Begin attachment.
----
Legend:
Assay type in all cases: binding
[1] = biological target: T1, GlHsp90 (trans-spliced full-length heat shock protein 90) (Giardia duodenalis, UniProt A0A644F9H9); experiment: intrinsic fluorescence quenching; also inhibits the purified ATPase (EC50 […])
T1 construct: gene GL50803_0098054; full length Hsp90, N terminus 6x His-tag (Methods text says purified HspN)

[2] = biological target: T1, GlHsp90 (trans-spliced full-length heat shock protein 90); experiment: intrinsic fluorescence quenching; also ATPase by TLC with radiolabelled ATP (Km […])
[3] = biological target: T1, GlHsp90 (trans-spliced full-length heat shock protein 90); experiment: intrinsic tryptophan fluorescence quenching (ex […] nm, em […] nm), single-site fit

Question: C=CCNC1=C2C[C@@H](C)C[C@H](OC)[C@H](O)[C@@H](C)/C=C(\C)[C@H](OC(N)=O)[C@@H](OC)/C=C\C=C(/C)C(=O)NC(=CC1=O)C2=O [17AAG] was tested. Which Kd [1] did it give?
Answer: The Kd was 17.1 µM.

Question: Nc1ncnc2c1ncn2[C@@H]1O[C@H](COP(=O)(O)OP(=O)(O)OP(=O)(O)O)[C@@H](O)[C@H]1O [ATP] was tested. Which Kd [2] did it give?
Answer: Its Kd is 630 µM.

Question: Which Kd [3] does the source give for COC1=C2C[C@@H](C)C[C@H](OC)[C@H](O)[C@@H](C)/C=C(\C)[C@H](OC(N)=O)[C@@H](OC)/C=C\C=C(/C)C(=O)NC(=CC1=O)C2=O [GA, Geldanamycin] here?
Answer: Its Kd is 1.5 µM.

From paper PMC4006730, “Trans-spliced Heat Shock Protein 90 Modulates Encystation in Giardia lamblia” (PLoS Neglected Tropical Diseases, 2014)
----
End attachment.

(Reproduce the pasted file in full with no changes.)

Legend:
Assay type in all cases: binding
[1] = biological target: T1, GlHsp90 (trans-spliced full-length heat shock protein 90) (Giardia duodenalis, UniProt A0A644F9H9); experiment: intrinsic fluorescence quenching; also inhibits the purified ATPase (EC50 […])
T1 construct: gene GL50803_0098054; full length Hsp90, N terminus 6x His-tag (Methods text says purified HspN)

[2] = biological target: T1, GlHsp90 (trans-spliced full-length heat shock protein 90); experiment: intrinsic fluorescence quenching; also ATPase by TLC with radiolabelled ATP (Km […])
[3] = biological target: T1, GlHsp90 (trans-spliced full-length heat shock protein 90); experiment: intrinsic tryptophan fluorescence quenching (ex […] nm, em […] nm), single-site fit

Question: C=CCNC1=C2C[C@@H](C)C[C@H](OC)[C@H](O)[C@@H](C)/C=C(\C)[C@H](OC(N)=O)[C@@H](OC)/C=C\C=C(/C)C(=O)NC(=CC1=O)C2=O [17AAG] was tested. Which Kd [1] did it give?
Answer: The Kd was 17.1 µM.

Question: Nc1ncnc2c1ncn2[C@@H]1O[C@H](COP(=O)(O)OP(=O)(O)OP(=O)(O)O)[C@@H](O)[C@H]1O [ATP] was tested. Which Kd [2] did it give?
Answer: Its Kd is 630 µM.

Question: Which Kd [3] does the source give for COC1=C2C[C@@H](C)C[C@H](OC)[C@H](O)[C@@H](C)/C=C(\C)[C@H](OC(N)=O)[C@@H](OC)/C=C\C=C(/C)C(=O)NC(=CC1=O)C2=O [GA, Geldanamycin] here?
Answer: Its Kd is 1.5 µM.

From paper PMC4006730, “Trans-spliced Heat Shock Protein 90 Modulates Encystation in Giardia lamblia” (PLoS Neglected Tropical Diseases, 2014)